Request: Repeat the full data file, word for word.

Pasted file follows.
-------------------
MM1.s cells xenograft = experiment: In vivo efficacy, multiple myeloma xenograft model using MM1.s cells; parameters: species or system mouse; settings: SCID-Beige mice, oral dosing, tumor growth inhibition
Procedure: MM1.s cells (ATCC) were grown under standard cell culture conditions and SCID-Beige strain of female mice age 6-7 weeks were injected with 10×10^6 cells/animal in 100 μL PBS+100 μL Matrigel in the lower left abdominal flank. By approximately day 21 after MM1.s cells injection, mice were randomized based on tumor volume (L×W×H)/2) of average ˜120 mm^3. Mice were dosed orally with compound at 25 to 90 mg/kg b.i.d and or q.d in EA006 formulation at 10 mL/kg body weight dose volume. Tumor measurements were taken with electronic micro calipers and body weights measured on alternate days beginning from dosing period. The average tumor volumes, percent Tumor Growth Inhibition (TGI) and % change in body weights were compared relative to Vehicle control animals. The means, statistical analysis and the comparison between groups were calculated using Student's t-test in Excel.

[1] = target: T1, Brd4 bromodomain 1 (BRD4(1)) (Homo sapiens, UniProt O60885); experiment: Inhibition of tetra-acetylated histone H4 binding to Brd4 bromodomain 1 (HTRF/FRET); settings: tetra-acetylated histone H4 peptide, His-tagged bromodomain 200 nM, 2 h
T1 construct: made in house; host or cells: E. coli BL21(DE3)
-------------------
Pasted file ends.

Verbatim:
MM1.s cells xenograft = experiment: In vivo efficacy, multiple myeloma xenograft model using MM1.s cells; parameters: species or system mouse; settings: SCID-Beige mice, oral dosing, tumor growth inhibition
Procedure: MM1.s cells (ATCC) were grown under standard cell culture conditions and SCID-Beige strain of female mice age 6-7 weeks were injected with 10×10^6 cells/animal in 100 μL PBS+100 μL Matrigel in the lower left abdominal flank. By approximately day 21 after MM1.s cells injection, mice were randomized based on tumor volume (L×W×H)/2) of average ˜120 mm^3. Mice were dosed orally with compound at 25 to 90 mg/kg b.i.d and or q.d in EA006 formulation at 10 mL/kg body weight dose volume. Tumor measurements were taken with electronic micro calipers and body weights measured on alternate days beginning from dosing period. The average tumor volumes, percent Tumor Growth Inhibition (TGI) and % change in body weights were compared relative to Vehicle control animals. The means, statistical analysis and the comparison between groups were calculated using Student's t-test in Excel.

[1] = target: T1, Brd4 bromodomain 1 (BRD4(1)) (Homo sapiens, UniProt O60885); experiment: Inhibition of tetra-acetylated histone H4 binding to Brd4 bromodomain 1 (HTRF/FRET); settings: tetra-acetylated histone H4 peptide, His-tagged bromodomain 200 nM, 2 h
T1 construct: made in house; host or cells: E. coli BL21(DE3)